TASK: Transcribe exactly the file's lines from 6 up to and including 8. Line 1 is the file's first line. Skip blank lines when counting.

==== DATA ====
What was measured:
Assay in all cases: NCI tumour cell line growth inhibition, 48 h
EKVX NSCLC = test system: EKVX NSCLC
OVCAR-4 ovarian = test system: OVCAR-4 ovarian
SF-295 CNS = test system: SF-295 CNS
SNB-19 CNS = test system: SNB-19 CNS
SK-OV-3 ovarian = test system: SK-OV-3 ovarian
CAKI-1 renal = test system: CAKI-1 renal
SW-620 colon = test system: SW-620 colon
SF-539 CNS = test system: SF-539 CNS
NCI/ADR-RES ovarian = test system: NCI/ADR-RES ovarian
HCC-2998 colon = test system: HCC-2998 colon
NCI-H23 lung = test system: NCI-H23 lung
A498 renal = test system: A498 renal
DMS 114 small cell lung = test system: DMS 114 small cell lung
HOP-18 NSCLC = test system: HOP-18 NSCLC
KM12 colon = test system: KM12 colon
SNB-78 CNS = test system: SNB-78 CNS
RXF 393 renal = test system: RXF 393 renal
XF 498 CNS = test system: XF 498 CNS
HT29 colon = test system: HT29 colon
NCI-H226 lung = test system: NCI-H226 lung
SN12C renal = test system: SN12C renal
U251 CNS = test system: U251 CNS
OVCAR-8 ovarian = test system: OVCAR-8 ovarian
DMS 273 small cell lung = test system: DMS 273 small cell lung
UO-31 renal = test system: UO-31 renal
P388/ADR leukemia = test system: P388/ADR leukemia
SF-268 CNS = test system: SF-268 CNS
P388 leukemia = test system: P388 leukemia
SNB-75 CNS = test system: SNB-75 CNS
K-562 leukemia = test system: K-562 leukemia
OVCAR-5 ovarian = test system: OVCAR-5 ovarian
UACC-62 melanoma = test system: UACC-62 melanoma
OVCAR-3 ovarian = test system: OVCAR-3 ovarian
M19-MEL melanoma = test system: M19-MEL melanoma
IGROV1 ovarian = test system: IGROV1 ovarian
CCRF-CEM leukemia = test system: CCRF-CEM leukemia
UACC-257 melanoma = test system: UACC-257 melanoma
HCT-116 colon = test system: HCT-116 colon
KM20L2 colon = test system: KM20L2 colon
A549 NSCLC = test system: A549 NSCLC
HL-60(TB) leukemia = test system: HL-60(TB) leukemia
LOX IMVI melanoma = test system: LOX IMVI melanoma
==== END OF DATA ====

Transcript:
SNB-19 CNS = test system: SNB-19 CNS
SK-OV-3 ovarian = test system: SK-OV-3 ovarian
CAKI-1 renal = test system: CAKI-1 renal